In this relationship between the two chairs, there is a very important area that demands attention: limitations in roles. This is what the book calls “Crossing the Line.” Second chairs have limits defined by the first chairs, but it is not always clear where the line is. It goes far beyond a job description. What second chairs are often trying to find where this subtle and moving line is. There are two factors that help understand where the line is. First is the experience factor. It is obvious that a more experienced second chair will find this exercise easier than a newbie. The second factor is the first chair’s ego. “First chairs with fragile egos are usually uncomfortable with anyone who might be perceived as a stronger leader than themselves. Their actions, directly or indirectly, attempt to control their subordinates and keep them from taking a prominent leadership role. In a related vein, some first chairs have large egos that need constant stroking. They always need to be seen as the leader, which may leave little room for their second chairs to establish themselves. On the positive side are the first chair leaders who are secure in their own identity and in their role. They do not feel threatened by the second chair and know that their own effectiveness is enhanced if other leaders in the organization are allowed to thrive.” (p. 49). It is inevitable that a second chair crosses the line, but it must be accidental rather than intentional. When it is intentional, it becomes insubordination.
Paradox #2: Deep-wide
The second paradox is learning to see deep and wide. It is about how to work effectively. A second chair needs to have a big picture of how things work, but at the same time, he needs to dig deeper in the issues that he hears: “As you ask questions, be diligent in looking for the hidden connections between parts of the congregation. Be hesitant to accept the first, simple answer to any question you ask. A guiding principle of systems thinking is ‘solving the problem can make things worse.’ ” (p. 79)
“if what you are doing is important, and if you want to grow as a second chair leader, then swallow your pride and ask for feedback.” (p. 80)
A second chair is also a team builder. More than creating an organization, it is about building relationships that will enable effectiveness. “Too many second chair leaders think they have to wait for formal authority—as indicated by lines and boxes on an organization chart—before they can truly have an impact on their organization. This story illustrates again that leadership is influence.” (p. 83)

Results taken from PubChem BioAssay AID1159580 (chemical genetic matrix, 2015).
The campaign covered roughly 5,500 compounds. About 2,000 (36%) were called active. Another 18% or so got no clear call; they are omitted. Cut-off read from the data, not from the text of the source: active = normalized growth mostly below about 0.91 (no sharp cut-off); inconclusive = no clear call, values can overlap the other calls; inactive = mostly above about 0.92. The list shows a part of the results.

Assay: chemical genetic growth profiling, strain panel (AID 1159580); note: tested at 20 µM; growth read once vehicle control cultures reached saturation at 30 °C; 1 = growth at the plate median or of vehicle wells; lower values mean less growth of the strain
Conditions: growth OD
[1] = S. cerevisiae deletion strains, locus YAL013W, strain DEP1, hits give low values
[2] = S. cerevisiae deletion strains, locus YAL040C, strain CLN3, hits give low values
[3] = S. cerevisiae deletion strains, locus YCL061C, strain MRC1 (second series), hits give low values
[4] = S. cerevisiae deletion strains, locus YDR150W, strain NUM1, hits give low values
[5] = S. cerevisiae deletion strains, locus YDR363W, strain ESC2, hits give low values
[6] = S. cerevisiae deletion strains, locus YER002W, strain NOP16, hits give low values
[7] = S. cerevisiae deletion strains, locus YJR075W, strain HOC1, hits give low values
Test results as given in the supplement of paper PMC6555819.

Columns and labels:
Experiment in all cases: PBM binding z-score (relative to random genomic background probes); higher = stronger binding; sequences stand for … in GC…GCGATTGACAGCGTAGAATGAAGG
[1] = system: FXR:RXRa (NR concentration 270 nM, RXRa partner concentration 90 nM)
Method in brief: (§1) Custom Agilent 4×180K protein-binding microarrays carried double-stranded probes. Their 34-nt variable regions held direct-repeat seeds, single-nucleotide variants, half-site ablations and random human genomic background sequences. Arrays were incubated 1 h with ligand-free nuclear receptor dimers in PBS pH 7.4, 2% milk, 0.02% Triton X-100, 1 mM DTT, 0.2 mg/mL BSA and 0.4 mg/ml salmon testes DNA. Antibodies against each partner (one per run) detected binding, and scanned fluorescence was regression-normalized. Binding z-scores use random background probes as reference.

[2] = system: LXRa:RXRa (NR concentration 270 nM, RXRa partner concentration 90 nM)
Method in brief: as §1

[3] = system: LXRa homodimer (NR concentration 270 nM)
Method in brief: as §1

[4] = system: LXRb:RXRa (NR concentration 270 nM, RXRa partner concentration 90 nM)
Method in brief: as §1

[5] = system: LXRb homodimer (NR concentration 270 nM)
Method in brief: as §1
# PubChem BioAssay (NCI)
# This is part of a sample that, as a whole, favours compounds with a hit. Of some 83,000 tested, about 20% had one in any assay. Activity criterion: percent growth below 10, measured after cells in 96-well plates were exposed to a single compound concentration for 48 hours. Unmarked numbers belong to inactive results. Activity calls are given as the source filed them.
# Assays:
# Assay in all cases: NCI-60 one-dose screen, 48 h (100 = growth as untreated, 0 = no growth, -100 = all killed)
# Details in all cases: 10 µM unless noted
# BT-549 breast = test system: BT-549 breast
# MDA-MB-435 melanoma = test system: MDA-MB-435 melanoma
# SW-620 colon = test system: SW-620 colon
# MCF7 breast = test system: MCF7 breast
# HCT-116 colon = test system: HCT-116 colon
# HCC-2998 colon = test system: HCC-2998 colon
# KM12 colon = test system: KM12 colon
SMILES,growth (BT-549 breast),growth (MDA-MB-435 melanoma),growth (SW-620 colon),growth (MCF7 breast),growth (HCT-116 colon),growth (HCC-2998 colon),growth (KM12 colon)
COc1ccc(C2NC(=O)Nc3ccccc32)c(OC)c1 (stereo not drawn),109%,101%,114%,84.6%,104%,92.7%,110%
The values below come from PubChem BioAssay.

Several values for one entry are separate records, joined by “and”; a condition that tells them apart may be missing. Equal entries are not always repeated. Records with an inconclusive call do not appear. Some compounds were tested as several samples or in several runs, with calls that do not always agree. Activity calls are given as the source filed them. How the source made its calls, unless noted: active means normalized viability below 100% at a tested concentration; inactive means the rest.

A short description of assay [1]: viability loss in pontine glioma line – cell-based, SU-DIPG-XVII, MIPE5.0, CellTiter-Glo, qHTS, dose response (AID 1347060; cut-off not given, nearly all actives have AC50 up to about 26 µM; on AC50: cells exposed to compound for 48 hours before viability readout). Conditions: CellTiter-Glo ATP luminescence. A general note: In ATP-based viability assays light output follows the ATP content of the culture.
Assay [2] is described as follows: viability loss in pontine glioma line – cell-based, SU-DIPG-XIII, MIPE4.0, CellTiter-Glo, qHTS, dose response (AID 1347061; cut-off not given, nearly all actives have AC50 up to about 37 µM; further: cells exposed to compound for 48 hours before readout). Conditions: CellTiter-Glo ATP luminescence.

Being wide and deep implies crossing the line horizontally, but it is only possible when the second chair builds relationships with peers and team members: “If the outcome was negative, if your assistance was rejected or your advice was not followed, what kept you from being successful? Our guess is that one or more of several factors prevented you from achieving your desired result: You did not start with a strong, trust-based relationship. Your attempt to help was seen as self-serving. The manner in which your assistance was offered was wrong—too harsh or judgmental. You touched on a particularly sensitive area, something in which the other person felt vulnerable or inadequate.” (p. 85)
Teams are a powerful tool for the organization: “When a true team emerges, performance improves not because team members like each other better but because collectively they can make better decisions on the important issues facing the organization. One critical dimension is the ability of each team member to speak into any part of the organization. This is the essence of a collaborative environment. This ability to make meaningful contributions beyond your official role is central to the deep-wide paradox.” (p. 91) but a second chair must learn to balance empowering and accountability: “He has to guard against empowering them to the point where he is uninvolved or they are not accountable for a certain level of results.” (p. 95)
“Here are some practical steps for avoiding the traps that undermine teamwork: be selective, be affirming, be unselfish, be discreet, be constructive, be involved” (p. 95)
The key to success for a second chair is not found in his ability to achieve, but to influence others to be successful.
“In truth, much of your ability to achieve your full potential as a second chair leader does not depend on title or position; it depends on the voluntary cooperation of coworkers and other constituents in the organization.” (p. 96)
The authors end this part with four practices:
“1. Be a pulse taker. Knowing what others are thinking and feeling is valuable information for you and the first chair. Your role places you in a unique position to keep a finger on the pulse of the organization.
2. Be a vision amplifier. The first chair is the primary vision caster in the organization, but a second chair leader has many opportunities to repeat, clarify, and reinforce the vision.
3. Be a leader multiplier. For the second chair, identifying and recruiting other leaders who can help achieve the vision should be an ongoing priority.
4. Be a gap filler. If there is no other leader who can serve in a critical role, the second chair should be prepared to fill the gap.” (p. 100)
Paradox #3: Contentment – Dreaming
The third and last paradox is about desires. The second chair can be a difficult place where dreaming is restricted… and many find it difficult to be content in this role. The authors start with contentment in the second chair.
“Contentment in the second chair is your choice to stay and grow and excel, for a season, regardless of current circumstances.” (p. 124)